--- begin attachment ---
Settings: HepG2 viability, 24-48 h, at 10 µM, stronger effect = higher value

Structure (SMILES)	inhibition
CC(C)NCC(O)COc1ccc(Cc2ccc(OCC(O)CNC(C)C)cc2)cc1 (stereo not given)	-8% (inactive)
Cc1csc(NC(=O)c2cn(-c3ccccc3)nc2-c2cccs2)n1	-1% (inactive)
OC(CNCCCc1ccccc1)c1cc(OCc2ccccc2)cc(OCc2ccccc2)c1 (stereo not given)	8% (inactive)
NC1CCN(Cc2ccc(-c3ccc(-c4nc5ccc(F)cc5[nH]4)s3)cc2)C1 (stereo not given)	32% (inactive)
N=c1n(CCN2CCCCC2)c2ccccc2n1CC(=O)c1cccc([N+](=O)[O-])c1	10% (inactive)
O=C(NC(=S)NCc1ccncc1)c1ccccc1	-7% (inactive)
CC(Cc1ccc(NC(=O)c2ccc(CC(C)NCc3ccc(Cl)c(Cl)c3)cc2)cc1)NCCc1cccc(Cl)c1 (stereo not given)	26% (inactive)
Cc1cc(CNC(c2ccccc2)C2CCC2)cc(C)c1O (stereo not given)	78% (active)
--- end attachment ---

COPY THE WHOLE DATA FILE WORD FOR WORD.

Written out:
Settings: HepG2 viability, 24-48 h, at 10 µM, stronger effect = higher value

Structure (SMILES)	inhibition
CC(C)NCC(O)COc1ccc(Cc2ccc(OCC(O)CNC(C)C)cc2)cc1 (stereo not given)	-8% (inactive)
Cc1csc(NC(=O)c2cn(-c3ccccc3)nc2-c2cccs2)n1	-1% (inactive)
OC(CNCCCc1ccccc1)c1cc(OCc2ccccc2)cc(OCc2ccccc2)c1 (stereo not given)	8% (inactive)
NC1CCN(Cc2ccc(-c3ccc(-c4nc5ccc(F)cc5[nH]4)s3)cc2)C1 (stereo not given)	32% (inactive)
N=c1n(CCN2CCCCC2)c2ccccc2n1CC(=O)c1cccc([N+](=O)[O-])c1	10% (inactive)
O=C(NC(=S)NCc1ccncc1)c1ccccc1	-7% (inactive)
CC(Cc1ccc(NC(=O)c2ccc(CC(C)NCc3ccc(Cl)c(Cl)c3)cc2)cc1)NCCc1cccc(Cl)c1 (stereo not given)	26% (inactive)
Cc1cc(CNC(c2ccccc2)C2CCC2)cc(C)c1O (stereo not given)	78% (active)